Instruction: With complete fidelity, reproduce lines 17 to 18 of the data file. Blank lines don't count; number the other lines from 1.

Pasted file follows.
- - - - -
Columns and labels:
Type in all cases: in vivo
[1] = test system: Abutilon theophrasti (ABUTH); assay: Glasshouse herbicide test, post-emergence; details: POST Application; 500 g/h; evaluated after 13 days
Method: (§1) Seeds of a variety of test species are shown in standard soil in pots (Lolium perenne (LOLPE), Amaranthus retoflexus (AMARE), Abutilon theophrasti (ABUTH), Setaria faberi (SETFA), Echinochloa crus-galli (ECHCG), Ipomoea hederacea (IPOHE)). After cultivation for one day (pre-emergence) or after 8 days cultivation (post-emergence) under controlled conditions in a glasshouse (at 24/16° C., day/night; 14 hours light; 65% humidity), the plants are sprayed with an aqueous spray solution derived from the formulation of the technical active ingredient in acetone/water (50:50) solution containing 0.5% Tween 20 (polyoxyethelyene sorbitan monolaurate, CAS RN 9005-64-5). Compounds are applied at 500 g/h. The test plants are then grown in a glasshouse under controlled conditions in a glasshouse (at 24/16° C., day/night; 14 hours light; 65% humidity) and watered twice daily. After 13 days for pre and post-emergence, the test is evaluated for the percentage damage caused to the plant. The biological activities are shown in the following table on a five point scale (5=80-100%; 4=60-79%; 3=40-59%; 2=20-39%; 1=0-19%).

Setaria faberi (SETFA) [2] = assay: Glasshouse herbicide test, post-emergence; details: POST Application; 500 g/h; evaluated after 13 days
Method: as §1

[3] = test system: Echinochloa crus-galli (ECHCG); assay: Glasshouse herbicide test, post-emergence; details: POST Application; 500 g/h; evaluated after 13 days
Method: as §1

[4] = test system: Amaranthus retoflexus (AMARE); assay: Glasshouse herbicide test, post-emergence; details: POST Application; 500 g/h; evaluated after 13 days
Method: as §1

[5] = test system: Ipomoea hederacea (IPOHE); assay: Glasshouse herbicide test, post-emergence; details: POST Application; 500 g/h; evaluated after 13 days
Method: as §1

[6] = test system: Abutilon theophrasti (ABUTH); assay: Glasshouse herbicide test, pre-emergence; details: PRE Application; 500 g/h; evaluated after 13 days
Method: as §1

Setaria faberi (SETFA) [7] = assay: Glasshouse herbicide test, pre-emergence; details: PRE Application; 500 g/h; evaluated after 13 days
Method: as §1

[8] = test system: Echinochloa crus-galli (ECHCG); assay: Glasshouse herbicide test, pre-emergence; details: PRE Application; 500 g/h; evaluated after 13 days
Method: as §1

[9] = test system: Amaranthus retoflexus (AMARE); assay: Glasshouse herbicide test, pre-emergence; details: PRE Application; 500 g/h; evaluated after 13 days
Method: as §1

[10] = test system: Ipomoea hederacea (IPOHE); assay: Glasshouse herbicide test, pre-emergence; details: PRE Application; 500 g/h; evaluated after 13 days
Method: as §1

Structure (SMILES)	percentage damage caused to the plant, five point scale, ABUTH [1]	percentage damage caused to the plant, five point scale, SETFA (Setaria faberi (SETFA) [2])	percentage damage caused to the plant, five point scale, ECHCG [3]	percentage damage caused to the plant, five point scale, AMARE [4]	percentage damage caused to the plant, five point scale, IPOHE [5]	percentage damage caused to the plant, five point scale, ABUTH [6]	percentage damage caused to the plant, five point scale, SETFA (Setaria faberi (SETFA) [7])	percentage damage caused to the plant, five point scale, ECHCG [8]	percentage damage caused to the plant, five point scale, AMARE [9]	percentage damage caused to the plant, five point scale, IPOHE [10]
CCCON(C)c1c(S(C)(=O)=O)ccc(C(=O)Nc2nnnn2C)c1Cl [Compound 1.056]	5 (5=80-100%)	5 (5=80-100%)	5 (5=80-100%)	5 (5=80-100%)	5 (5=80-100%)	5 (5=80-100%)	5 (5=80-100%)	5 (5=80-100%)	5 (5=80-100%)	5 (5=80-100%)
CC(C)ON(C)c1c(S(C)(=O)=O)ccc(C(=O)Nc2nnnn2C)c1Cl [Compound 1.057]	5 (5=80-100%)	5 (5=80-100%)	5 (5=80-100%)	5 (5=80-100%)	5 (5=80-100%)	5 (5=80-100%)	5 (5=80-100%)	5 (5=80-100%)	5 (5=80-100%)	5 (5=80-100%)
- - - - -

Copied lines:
[8] = test system: Echinochloa crus-galli (ECHCG); assay: Glasshouse herbicide test, pre-emergence; details: PRE Application; 500 g/h; evaluated after 13 days
Method: as §1